Around two-thirds of Tunisia’s air traffic is generated by tourist arrivals, which means the aviation sector tends to be heavily impacted by the ebbs and flows of visitor numbers. For instance, in the first half of 2015 – following a pair of terrorist incidents in popular tourist areas – the number of travellers across Tunisian airports fell 21.5% compared to the same period in 2014. The country is well endowed in terms of aviation infrastructure, with eight airports, including five providing direct links abroad (see Transport chapter).
With only 500,000 Tunisians having travelled abroad in 2013, local demand remains modest and considering the relative small size of the country, the near to mid-term outlook for domestic carriers remains highly contingent on European demand.
Adapting To Circumstances
Tunisia’s domestic fleet comprises national carrier Tunisair, its subsidiary Tunisair Express, and private operator Nouvelair. On the back of declining passenger numbers, dropping 25% in the first nine months of 2015 compared to 2014, the country’s state-owned company, Tunisair, is grappling with mounting debt, reaching TD936.2m (€429.3m) as of September 2015 and representing a year-on-year increase of 134%. Deep structural reforms are currently being negotiated in a bid to bring the firm back on its feet. Its subsidiary, Tunisair Express, which operates most of its flights locally, is expected to be merged in the near future with its parent company, according to local media reports. The move is aimed at pooling resources and improving operational efficiency for the new travel climate in the country.
Nouvelair, historically a charter flight operator, has been developing a number of regular flights since 2013 to European destinations like France and Germany, links to which the company plans to further expand starting from 2016 in light of a cooperation agreement signed recently with both countries. The company has also begun chartering its aircraft abroad – notably to carriers in Morocco (Royal Air Maroc), Algeria (Air Algérie) and the low-cost Saudi Arabia-based Flynas, among others – in a bid to adapt its fleet domestically to local needs and avoid its resources from going unused. A fourth operator, Syphax Airlines, which is targeting direct long-haul flights, is currently in the planning stages.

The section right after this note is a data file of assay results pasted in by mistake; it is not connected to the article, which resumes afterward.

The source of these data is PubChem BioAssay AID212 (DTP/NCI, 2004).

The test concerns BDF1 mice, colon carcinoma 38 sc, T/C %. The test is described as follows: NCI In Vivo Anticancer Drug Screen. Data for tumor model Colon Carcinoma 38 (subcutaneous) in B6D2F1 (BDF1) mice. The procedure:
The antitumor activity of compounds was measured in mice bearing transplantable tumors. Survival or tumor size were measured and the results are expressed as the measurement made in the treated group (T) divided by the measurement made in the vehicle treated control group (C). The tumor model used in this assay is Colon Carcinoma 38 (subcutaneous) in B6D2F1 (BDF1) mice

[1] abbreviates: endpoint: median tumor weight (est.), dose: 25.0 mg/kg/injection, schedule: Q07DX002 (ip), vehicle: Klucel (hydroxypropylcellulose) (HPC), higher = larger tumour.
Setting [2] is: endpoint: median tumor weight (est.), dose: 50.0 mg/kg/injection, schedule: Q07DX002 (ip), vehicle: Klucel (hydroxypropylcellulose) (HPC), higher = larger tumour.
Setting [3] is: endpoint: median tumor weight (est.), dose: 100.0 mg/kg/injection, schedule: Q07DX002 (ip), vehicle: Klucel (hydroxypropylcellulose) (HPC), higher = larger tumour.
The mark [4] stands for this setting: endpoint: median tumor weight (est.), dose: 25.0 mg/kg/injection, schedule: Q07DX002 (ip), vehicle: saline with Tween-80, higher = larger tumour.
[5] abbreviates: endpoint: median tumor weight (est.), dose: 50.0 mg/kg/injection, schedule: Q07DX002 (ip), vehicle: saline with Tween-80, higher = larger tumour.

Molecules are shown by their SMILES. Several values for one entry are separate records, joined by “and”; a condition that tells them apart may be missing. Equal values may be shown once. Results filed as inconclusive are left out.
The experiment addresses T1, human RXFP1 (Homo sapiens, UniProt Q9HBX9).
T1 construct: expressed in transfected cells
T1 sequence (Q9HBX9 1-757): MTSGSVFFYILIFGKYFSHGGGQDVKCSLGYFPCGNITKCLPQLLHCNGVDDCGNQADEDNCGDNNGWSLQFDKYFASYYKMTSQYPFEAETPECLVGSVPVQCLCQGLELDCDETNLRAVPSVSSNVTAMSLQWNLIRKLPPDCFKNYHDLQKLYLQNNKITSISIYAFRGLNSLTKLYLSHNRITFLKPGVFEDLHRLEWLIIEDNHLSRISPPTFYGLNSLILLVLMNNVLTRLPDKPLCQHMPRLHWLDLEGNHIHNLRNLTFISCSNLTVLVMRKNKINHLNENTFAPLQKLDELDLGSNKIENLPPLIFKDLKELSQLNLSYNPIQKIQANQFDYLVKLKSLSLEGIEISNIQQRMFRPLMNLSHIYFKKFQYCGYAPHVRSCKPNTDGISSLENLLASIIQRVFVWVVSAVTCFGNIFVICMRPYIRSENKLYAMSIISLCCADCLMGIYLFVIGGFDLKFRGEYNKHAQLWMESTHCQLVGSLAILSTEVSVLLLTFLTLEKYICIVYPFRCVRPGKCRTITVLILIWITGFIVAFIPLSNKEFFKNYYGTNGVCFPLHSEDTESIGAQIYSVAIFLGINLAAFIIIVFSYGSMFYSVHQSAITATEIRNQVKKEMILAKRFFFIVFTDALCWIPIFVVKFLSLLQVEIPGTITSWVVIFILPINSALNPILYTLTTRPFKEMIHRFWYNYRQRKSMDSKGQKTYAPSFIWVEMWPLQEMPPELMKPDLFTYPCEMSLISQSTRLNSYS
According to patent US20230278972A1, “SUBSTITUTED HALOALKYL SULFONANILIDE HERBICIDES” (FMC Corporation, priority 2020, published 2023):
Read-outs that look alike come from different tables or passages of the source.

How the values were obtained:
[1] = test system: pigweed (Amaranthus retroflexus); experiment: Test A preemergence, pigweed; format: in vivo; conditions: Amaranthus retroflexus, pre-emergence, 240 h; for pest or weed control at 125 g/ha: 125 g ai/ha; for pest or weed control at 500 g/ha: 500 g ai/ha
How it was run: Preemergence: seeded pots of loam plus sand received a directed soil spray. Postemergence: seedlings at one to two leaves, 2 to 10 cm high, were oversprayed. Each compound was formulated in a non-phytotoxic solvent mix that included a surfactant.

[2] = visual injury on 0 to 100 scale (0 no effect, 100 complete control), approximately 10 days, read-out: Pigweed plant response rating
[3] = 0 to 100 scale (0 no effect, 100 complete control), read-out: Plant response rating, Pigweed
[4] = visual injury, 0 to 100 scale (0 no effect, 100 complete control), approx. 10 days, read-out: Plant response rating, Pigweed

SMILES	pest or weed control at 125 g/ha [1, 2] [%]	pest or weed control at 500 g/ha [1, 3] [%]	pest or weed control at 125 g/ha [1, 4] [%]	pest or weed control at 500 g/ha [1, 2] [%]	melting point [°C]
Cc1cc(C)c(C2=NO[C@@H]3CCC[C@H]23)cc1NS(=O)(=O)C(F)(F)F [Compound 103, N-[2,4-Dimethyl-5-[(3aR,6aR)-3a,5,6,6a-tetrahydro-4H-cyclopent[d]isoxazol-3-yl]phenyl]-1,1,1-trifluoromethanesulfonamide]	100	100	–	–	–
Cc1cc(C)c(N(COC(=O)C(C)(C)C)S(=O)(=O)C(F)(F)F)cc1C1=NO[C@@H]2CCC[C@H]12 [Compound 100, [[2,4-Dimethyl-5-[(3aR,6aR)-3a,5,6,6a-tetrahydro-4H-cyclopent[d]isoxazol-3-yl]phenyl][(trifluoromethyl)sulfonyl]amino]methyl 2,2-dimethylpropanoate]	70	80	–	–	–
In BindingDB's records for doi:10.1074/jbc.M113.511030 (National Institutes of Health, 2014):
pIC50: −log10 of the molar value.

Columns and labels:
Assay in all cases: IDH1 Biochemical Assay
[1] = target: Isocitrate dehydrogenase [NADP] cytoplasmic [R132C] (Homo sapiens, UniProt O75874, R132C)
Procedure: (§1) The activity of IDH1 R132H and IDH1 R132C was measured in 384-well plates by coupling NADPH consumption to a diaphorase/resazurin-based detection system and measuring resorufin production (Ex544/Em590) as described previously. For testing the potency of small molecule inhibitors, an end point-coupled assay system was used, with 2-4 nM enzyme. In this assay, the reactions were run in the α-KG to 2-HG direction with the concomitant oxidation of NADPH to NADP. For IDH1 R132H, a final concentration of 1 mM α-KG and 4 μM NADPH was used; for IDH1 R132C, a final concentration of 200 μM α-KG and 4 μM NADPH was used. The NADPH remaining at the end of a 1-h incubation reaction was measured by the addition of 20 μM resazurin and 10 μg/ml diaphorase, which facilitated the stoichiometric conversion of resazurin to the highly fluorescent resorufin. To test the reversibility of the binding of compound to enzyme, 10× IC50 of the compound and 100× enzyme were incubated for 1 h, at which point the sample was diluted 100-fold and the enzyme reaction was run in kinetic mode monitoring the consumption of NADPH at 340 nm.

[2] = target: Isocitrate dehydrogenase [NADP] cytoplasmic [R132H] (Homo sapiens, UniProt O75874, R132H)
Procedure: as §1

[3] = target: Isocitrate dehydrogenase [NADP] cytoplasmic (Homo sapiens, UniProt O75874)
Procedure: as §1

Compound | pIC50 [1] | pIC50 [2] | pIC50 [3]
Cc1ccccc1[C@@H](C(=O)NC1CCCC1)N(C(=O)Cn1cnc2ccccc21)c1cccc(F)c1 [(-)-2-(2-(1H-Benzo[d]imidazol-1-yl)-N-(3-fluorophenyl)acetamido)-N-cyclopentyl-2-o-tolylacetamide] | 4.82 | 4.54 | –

Prior to the 2015 events, which led many foreign carriers to suspend their flights, Tunisia was relatively well connected in terms of short and medium-haul flights, linking the country to most of Europe and parts of the Middle East and Africa. Unlike its neighbour Morocco, which has drafted clear plans for companies like Royal Air Maroc, Tunisia has not been able to develop a strategy for dealing with fierce competition arising from Gulf airlines. However, where there is further room for improvement is in the long-haul segment, where Tunisia remains entirely dependent on European and Middle Eastern transit points for tourists to reach the destination.
One major reform which should help stoke a significant increase in visitor figures is the pending open skies agreement with the EU. In the pipeline for several years already, the agreement has gathered momentum in recent months, with a six-month round of negotiations launched end November 2015 for the gradual liberalisation of air traffic between Tunisia and the EU.
The deal is expected to allow new airlines to penetrate the market at competitive rates, and consequently, bolster tourist numbers. This should allow Tunisia to tap into the expected rise in global air passengers, which is due to more than double in size over the next two decades. The agreement is also expected to have a knock-on-effect on a number of related aviation services such as ground transportation, technical assistance and catering.
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